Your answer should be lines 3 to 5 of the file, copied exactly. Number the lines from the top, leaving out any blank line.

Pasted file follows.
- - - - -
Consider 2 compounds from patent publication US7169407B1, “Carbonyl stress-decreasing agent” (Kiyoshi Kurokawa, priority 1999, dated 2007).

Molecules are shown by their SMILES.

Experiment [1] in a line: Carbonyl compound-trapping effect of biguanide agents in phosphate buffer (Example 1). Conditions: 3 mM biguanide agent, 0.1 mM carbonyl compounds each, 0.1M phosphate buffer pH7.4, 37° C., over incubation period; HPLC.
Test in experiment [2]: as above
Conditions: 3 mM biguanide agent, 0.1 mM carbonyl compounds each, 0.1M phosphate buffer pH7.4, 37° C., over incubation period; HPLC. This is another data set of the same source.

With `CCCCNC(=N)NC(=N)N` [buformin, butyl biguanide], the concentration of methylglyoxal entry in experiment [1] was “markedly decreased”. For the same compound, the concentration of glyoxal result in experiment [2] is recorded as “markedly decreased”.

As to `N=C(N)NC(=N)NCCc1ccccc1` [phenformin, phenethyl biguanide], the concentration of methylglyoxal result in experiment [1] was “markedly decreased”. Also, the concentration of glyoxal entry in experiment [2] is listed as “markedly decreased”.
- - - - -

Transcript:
Experiment [1] in a line: Carbonyl compound-trapping effect of biguanide agents in phosphate buffer (Example 1). Conditions: 3 mM biguanide agent, 0.1 mM carbonyl compounds each, 0.1M phosphate buffer pH7.4, 37° C., over incubation period; HPLC.
Test in experiment [2]: as above
Conditions: 3 mM biguanide agent, 0.1 mM carbonyl compounds each, 0.1M phosphate buffer pH7.4, 37° C., over incubation period; HPLC. This is another data set of the same source.